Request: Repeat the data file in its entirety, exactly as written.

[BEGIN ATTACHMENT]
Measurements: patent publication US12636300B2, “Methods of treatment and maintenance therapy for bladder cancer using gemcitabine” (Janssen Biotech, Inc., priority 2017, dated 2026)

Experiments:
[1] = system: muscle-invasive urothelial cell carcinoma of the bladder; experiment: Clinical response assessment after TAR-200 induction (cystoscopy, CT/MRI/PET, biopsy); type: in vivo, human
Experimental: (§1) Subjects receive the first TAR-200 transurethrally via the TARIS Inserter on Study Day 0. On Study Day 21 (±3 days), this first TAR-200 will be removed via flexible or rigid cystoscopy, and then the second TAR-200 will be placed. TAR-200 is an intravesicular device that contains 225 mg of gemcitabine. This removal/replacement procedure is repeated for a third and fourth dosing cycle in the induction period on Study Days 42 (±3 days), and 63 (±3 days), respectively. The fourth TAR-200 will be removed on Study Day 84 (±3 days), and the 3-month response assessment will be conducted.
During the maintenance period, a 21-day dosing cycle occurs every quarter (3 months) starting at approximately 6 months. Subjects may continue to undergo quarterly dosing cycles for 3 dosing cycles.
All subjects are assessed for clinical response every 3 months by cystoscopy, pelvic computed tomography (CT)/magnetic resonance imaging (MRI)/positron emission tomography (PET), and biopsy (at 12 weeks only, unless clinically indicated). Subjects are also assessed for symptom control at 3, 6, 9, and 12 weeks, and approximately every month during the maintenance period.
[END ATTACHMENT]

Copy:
Measurements: patent publication US12636300B2, “Methods of treatment and maintenance therapy for bladder cancer using gemcitabine” (Janssen Biotech, Inc., priority 2017, dated 2026)

Experiments:
[1] = system: muscle-invasive urothelial cell carcinoma of the bladder; experiment: Clinical response assessment after TAR-200 induction (cystoscopy, CT/MRI/PET, biopsy); type: in vivo, human
Experimental: (§1) Subjects receive the first TAR-200 transurethrally via the TARIS Inserter on Study Day 0. On Study Day 21 (±3 days), this first TAR-200 will be removed via flexible or rigid cystoscopy, and then the second TAR-200 will be placed. TAR-200 is an intravesicular device that contains 225 mg of gemcitabine. This removal/replacement procedure is repeated for a third and fourth dosing cycle in the induction period on Study Days 42 (±3 days), and 63 (±3 days), respectively. The fourth TAR-200 will be removed on Study Day 84 (±3 days), and the 3-month response assessment will be conducted.
During the maintenance period, a 21-day dosing cycle occurs every quarter (3 months) starting at approximately 6 months. Subjects may continue to undergo quarterly dosing cycles for 3 dosing cycles.
All subjects are assessed for clinical response every 3 months by cystoscopy, pelvic computed tomography (CT)/magnetic resonance imaging (MRI)/positron emission tomography (PET), and biopsy (at 12 weeks only, unless clinically indicated). Subjects are also assessed for symptom control at 3, 6, 9, and 12 weeks, and approximately every month during the maintenance period.